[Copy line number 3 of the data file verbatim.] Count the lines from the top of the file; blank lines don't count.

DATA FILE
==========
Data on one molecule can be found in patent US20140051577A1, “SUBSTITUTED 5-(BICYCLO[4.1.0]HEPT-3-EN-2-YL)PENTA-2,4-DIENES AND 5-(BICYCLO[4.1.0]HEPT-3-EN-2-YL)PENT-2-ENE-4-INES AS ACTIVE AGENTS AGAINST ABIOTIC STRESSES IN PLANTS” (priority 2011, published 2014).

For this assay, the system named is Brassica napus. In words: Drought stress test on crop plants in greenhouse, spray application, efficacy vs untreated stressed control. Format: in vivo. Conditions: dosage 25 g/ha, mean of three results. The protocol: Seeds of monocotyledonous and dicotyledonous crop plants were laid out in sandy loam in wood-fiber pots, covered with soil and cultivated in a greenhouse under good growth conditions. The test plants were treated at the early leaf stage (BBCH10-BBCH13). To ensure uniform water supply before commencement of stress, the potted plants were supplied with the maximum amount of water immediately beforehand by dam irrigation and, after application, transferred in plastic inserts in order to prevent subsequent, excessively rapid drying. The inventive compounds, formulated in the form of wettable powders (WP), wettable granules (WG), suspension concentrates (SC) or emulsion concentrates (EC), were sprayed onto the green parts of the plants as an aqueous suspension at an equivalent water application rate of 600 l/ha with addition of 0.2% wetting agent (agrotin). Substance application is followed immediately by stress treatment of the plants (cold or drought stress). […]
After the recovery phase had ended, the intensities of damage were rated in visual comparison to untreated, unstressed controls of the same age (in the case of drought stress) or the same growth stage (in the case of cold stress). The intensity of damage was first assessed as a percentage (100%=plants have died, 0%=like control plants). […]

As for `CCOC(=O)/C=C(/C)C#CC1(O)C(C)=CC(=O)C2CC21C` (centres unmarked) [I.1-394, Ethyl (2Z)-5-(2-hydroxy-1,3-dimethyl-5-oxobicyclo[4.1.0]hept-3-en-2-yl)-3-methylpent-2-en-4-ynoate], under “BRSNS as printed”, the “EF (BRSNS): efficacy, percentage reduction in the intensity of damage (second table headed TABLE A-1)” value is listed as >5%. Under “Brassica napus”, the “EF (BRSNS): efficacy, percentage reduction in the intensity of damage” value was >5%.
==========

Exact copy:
After the recovery phase had ended, the intensities of damage were rated in visual comparison to untreated, unstressed controls of the same age (in the case of drought stress) or the same growth stage (in the case of cold stress). The intensity of damage was first assessed as a percentage (100%=plants have died, 0%=like control plants). […]